Is community action a load of bullshit for most people?

Yes
39% (9 votes)
No
61% (14 votes)
Total votes: 23

Posted By

Devrim
Jul 5 2006 22:52

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Devrim
Jul 5 2006 22:52

There is a lot of talk on these boards about action within communities. I wonder how real this is, and whether they really exist.

Now, I am not disputing the fact that in some places there is a common interest in communities, for example in parts of the U.K. there are still large stocks of council housing, which gives people a common interest.

Consider my situation, however, which I think is not uncommon. I live in an apartment block in the centre of a large city. I know the people in my block, and am good friends with some of them (the woman next door is an anarchist smile ). We all have different landlords though, and there is nothing in which we have a common interest as tenants. I don't think that any collective action is possible. Even if it was, over what?

At work though, I as a worker have collective interests with the people a work with, and we also have some power. Earlier this year we prevented the sacking of a fellow worker by going on strike.

For most people, and I realise there are some exceptions, what does community organising mean?

Devrim

Steven.
Jul 5 2006 23:01

Doesn't really mean anything for me. I've had this discussion with catch a few times... I have pretty much no connection with my local area, whereas at work I spend almost all of my waking life, and it sucks.

I think some collective action over council tax, or other local taxes such as bin charges which are being snuck in in London anyway are a possibility (like the Dublin fight against the water charge), and council housing as you point out, but i think that's about it.

I'd also be willing to bet that a large proportion of community organising is mostly reactionary, as opposed to workplace organising which almost always furthers the interests of all workers. One example of the former would be a community campaign in camden near my old work to stop a help centre for mentally disabled adults being set up on a street, because the residents didn't want mentally disabled people walking around their area; or various campaigns to stop things like drug assistance shelters or "shooting galleries" near them. I think workplaces are places where it is harder to divide workers against each other than geographical areas (see the low incidence of racist/nationalist strikes for example)...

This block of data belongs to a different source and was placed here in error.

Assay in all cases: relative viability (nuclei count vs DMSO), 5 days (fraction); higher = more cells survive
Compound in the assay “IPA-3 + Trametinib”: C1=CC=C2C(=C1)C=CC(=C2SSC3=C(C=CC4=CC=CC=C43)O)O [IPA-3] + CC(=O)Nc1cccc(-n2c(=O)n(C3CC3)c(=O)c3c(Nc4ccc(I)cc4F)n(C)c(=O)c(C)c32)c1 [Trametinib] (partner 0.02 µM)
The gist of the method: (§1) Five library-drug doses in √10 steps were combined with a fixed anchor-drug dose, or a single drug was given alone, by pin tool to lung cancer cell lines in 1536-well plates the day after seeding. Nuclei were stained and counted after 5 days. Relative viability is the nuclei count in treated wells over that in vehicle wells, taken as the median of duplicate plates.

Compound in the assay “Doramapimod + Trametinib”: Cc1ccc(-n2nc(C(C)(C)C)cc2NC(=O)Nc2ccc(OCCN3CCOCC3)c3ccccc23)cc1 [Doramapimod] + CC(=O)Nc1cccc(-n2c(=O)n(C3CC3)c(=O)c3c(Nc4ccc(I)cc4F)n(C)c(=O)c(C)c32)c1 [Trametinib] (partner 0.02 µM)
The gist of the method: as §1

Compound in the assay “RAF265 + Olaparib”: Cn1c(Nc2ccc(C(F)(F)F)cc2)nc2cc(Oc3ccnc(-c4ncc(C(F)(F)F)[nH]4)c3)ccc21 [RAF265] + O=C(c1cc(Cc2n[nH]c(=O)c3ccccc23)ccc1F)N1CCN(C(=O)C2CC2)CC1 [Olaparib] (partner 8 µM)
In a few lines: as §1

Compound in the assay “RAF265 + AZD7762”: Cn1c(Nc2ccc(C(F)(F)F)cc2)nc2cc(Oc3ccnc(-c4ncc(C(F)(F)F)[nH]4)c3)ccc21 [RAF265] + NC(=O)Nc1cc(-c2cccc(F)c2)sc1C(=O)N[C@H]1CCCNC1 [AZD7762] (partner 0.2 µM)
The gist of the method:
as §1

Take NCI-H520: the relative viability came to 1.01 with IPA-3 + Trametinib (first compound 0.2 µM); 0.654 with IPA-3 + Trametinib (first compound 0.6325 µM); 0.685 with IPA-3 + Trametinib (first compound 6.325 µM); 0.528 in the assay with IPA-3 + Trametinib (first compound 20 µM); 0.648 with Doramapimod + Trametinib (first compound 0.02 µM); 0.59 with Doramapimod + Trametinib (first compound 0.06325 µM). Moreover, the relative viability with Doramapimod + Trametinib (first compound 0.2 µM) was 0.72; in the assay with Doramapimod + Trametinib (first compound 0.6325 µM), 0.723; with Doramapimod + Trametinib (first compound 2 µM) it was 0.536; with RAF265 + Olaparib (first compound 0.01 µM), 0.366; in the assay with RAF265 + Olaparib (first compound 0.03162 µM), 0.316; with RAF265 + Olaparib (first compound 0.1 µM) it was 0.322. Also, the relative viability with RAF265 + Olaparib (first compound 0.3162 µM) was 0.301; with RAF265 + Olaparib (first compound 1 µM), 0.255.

jef costello
Jul 5 2006 23:13

I have to agree with John. here, a lot of local stuff is largely about defending current rights, often at the expense of others. Fighting for regeneration funding for example. It also gets you into bed with some dodgy people, many people are NIMBYs as John. has described with the help centre etc.

On the other hand helping out with community stuff can be rewarding and worthwhile, but this is in part due to a strong existing group in my area (although they are flagging it seems)

Caiman del Barrio
Jul 5 2006 23:24
Jef Costello wrote:
It also gets you into bed with some dodgy people, many people are NIMBYs as John. has described with the help centre etc.

Lucky then that industrial activity only involves those with an immaculate, dogmatic communist politic then? roll eyes

jef costello
Jul 5 2006 23:28
Caiman del Barrio wrote:
Lucky then that industrial activity only involves those with an immaculate, dogmatic communist politic then? roll eyes

Was there a need for that?

Steven.
Jul 5 2006 23:33
Jef Costello wrote:
Caiman del Barrio wrote:
Lucky then that industrial activity only involves those with an immaculate, dogmatic communist politic then? roll eyes

Was there a need for that?

Yeah, especially as the basic point was accurate. Okay it's not an argument against community activity per se, but the point about workplace activity mostly being more progressive - regardless of the politics of the participants - is just basically true (just look at the myriad ethnic/religious community activists + leaders who basically compete with other ethnic groups over resources as one example)

Caiman del Barrio
Jul 5 2006 23:46

But surely they both represent the same objective: reformist labour demands under capital are defensive (and in the case of the CPE, at least partially reactionary), yet they are considered to be broadly progressive in that they are class struggle - and therefore encourage further class struggle, while contributing to the recomposition of the class itself.

Of course some community activity will be reactionary, in which case you don't fuckin participate in it. Or are we incapable of making that decision now?

I think NIMBYism is an ill-advised term to use, if you consider that class self-interest is a basic tenet of communism. I mean, do you not support the activities of workers in a British plant (Longbridge, Ryton etc) that's moving its labour overseas?

Steven.
Jul 6 2006 00:01
Caiman del Barrio wrote:
But surely they both represent the same objective: reformist labour demands under capital are defensive (and in the case of the CPE, at least partially reactionary), yet they are considered to be broadly progressive in that they are class struggle - and therefore encourage further class struggle, while contributing to the recomposition of the class itself.

Firstly - how was the CPE struggle reactionary in any way? It was in the interest of the working class as a whole, to prevent discrimination against under-26s.

Quote:
Of course some community activity will be reactionary, in which case you don't fuckin participate in it. Or are we incapable of making that decision now?

Huh? All I said was a large proportion of it was reactionary, unlike stuff in the workplace. Would you disagree with that?

Quote:
I think NIMBYism is an ill-advised term to use, if you consider that class self-interest is a basic tenet of communism.